No one sued Powder magazine in 1995 when my work was the 10-pages-with-no-ads cover story.  No marketing director at any ski area has contacted me to dispute my numbers or even blogged here or in other ski media disputing them.  The handful of ski areas that grossly exaggerate are better off ignoring me, because the vast majority of travel media are content to regurgitate what's fed to them without any critical analysis. A public dispute with me would draw unwanted attention to that exaggeration. Do they want to argue with their own ski patrols?  I'm sure not, and the lack of direct challenge to my figures over the past 19 years is surely an argument that few if any of the numbers are very far off.

 

With regard to TSV, I was told without prompting by locals on at least 2 of my 3 visits about "the 70-inch-rule" in terms of good coverage on expert terrain.  This is a fact of life for steep and rocky mountains, applies just as much at Jackson, Squaw, Snowbird, Crested Butte, etc.

 

By the standards of western destination resorts, averaging 53% open on New Year's Day is an unusually low figure.   For New Mexico/West Texas locals, for whom Taos is a recurring weekend destination, I have no doubt that 53% of Taos offers plenty of good skiing, and probably more good skiing than the alternatives within driving distance. 

 

For the destination visitor flying in for one trip per season, the equation is different.  It makes little sense to choose now at 53% and the 38-inch base vs. February/March at 90+% open on 5-8 feet of base.  And since the 53% is in fact normal by historical record for early January, the typical destination visitor reserving ahead in the fall has an easy decision to prefer February/March. 


Edited by Tony Crocker - 1/6/15 at 12:16am
post #274 of 639
Quote:
Originally Posted by Tony Crocker View Post
 

I'm calling total :bs:on this.  My source of Taos snow stats is Taos ski patrol since 1971.  I state explicitly that I count snowfall from November-April.   If the November-April average is 261 and marketing wants to say the annual average is 300, I don't have a problem with that. If they say it's 400, then I see a problem.   I recall replying to this precise argument in another thread.   In that same thread I mentioned that I was hosted on a press trip by Adriana in 2007.  I never discussed snow reporting with her because I did not see it as an issue at Taos.  I did raise the controversial issue of the day, the snowboard ban, and got a candid and insightful answer that was a prelude to the ban being lifted only one year later.

 

In 1995 when I wrote the article for Powder magazine, the editor used the sentence "Ski area snowfall figures are often "white" lies..."  No one ever said "all," and in fact I have since changed the adjective on my website to "occasionally," because after 19 further years of collecting data, I am confident that only a handful of areas claim snowfall averages significantly beyond what can be supported by hard evidence.  

No one sued Powder magazine in 1995 when my work was the 10-pages-with-no-ads cover story.  No marketing director at any ski area has contacted me to dispute my numbers or even blogged here or in other ski media disputing them.  The handful of ski areas that grossly exaggerate are better off ignoring me, because the vast majority of travel media are content to regurgitate what's fed to them without any critical analysis. A public dispute with me would draw unwanted attention to that exaggeration. Do they want to argue with their own ski patrols?  I'm sure not, and the lack of direct challenge to my figures over the past 19 years is surely an argument that few if any of the numbers are very far off.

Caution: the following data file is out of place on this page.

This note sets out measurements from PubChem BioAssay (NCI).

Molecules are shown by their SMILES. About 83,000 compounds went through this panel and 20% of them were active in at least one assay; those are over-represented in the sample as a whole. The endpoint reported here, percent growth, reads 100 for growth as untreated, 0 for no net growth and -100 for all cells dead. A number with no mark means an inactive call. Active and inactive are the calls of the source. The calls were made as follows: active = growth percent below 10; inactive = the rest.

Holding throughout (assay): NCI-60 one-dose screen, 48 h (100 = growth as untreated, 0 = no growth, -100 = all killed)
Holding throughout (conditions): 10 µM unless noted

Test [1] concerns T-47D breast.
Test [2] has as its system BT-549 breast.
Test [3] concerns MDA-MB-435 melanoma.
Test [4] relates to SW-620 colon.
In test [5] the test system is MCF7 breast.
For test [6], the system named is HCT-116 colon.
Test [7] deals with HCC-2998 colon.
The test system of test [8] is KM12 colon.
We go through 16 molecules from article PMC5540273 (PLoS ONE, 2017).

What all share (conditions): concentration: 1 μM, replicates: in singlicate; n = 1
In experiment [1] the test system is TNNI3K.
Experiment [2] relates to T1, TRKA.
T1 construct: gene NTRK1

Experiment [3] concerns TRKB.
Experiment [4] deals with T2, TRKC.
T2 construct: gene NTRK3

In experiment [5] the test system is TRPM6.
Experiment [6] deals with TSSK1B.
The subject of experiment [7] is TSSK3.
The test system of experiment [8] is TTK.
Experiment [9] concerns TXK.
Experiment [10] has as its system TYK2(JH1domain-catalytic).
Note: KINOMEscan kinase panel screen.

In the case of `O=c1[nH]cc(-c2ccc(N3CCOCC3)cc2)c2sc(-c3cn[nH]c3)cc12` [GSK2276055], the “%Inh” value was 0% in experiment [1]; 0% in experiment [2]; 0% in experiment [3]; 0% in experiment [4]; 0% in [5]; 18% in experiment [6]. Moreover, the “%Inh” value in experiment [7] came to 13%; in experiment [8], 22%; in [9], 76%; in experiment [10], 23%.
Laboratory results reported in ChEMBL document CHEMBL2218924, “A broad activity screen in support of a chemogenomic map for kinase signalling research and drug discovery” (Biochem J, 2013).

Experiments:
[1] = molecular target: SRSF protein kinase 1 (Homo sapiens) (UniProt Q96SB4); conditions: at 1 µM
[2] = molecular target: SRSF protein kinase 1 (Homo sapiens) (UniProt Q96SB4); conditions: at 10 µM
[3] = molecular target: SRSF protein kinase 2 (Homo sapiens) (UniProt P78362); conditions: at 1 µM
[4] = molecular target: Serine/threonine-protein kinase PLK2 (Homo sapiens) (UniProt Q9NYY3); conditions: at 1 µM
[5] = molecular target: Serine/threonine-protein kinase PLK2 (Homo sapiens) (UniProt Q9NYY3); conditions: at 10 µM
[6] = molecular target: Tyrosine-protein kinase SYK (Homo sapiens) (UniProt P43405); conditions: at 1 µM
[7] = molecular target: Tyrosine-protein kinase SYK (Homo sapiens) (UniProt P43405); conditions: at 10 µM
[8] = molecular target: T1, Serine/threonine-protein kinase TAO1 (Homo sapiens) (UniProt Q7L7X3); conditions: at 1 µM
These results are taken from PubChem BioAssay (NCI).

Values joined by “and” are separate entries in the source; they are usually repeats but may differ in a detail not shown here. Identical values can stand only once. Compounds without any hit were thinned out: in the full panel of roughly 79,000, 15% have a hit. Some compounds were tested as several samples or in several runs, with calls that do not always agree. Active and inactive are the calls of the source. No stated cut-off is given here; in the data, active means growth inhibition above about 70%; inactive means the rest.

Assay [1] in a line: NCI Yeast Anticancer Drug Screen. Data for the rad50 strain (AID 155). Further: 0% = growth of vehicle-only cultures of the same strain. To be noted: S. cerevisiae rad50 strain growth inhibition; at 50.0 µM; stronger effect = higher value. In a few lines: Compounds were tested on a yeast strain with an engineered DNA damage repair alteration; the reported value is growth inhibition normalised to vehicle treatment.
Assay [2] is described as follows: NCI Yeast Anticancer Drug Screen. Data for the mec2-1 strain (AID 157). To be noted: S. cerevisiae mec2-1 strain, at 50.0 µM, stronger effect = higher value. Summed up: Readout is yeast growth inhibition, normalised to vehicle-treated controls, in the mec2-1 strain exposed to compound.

With regard to TSV, I was told without prompting by locals on at least 2 of my 3 visits about "the 70-inch-rule" in terms of good coverage on expert terrain.  This is a fact of life for steep and rocky mountains, applies just as much at Jackson, Squaw, Snowbird, Crested Butte, etc.

 

By the standards of western destination resorts, averaging 53% open on New Year's Day is an unusually low figure.   For New Mexico/West Texas locals, for whom Taos is a recurring weekend destination, I have no doubt that 53% of Taos offers plenty of good skiing, and probably more good skiing than the alternatives within driving distance. 

 

For the destination visitor flying in for one trip per season, the equation is different.  It makes little sense to choose now at 53% and the 38-inch base vs. February/March at 90+% open on 5-8 feet of base.  And since the 53% is in fact normal by historical record for early January, the typical destination visitor reserving ahead in the fall has an easy decision to prefer February/March. 

 

 

Blah, blah, blah.  So some local told you something years ago.  Other locals, including the Epic ambassador, have told you differently many times on this website.  You ignore that.  Wonder why?

 

The difference between you and a food or movie critic is that they actually go to the restaurants and theaters.  Would a food critic slam Bobby Flay based on what he was told by the hired help?  No.  For you to have any credibility, you have to go to the resorts and base your opinions on first hand knowledge, not what you learned 10 years ago or what you were told by somebody.  Just because a burrito is bad today doesn't mean that it will be bad tomorrow.  Critics have an obligation to update the data they use.  Go ski the ridge with a 50" base and then report on the facts instead of relying on what somebody told you years ago.